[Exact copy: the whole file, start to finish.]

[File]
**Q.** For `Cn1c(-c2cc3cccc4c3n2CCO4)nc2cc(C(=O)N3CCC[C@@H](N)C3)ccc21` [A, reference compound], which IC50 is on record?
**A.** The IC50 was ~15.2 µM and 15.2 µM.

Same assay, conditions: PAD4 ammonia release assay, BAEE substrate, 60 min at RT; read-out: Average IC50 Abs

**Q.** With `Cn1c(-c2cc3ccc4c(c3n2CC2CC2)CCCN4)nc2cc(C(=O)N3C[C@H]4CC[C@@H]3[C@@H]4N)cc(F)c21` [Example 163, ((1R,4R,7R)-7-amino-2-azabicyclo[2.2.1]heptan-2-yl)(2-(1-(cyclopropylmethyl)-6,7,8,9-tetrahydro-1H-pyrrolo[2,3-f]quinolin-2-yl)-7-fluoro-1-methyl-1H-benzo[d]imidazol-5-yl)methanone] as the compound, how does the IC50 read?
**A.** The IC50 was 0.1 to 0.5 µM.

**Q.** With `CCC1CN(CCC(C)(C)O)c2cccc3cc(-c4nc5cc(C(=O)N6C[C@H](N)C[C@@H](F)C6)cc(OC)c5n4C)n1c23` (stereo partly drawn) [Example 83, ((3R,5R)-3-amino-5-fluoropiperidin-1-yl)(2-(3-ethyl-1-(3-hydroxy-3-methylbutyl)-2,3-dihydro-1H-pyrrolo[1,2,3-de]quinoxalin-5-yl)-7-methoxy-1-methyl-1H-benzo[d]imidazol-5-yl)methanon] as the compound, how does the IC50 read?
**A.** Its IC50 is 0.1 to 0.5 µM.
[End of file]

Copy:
**Q.** For `Cn1c(-c2cc3cccc4c3n2CCO4)nc2cc(C(=O)N3CCC[C@@H](N)C3)ccc21` [A, reference compound], which IC50 is on record?
**A.** The IC50 was ~15.2 µM and 15.2 µM.

Same assay, conditions: PAD4 ammonia release assay, BAEE substrate, 60 min at RT; read-out: Average IC50 Abs

**Q.** With `Cn1c(-c2cc3ccc4c(c3n2CC2CC2)CCCN4)nc2cc(C(=O)N3C[C@H]4CC[C@@H]3[C@@H]4N)cc(F)c21` [Example 163, ((1R,4R,7R)-7-amino-2-azabicyclo[2.2.1]heptan-2-yl)(2-(1-(cyclopropylmethyl)-6,7,8,9-tetrahydro-1H-pyrrolo[2,3-f]quinolin-2-yl)-7-fluoro-1-methyl-1H-benzo[d]imidazol-5-yl)methanone] as the compound, how does the IC50 read?
**A.** The IC50 was 0.1 to 0.5 µM.

**Q.** With `CCC1CN(CCC(C)(C)O)c2cccc3cc(-c4nc5cc(C(=O)N6C[C@H](N)C[C@@H](F)C6)cc(OC)c5n4C)n1c23` (stereo partly drawn) [Example 83, ((3R,5R)-3-amino-5-fluoropiperidin-1-yl)(2-(3-ethyl-1-(3-hydroxy-3-methylbutyl)-2,3-dihydro-1H-pyrrolo[1,2,3-de]quinoxalin-5-yl)-7-methoxy-1-methyl-1H-benzo[d]imidazol-5-yl)methanon] as the compound, how does the IC50 read?
**A.** Its IC50 is 0.1 to 0.5 µM.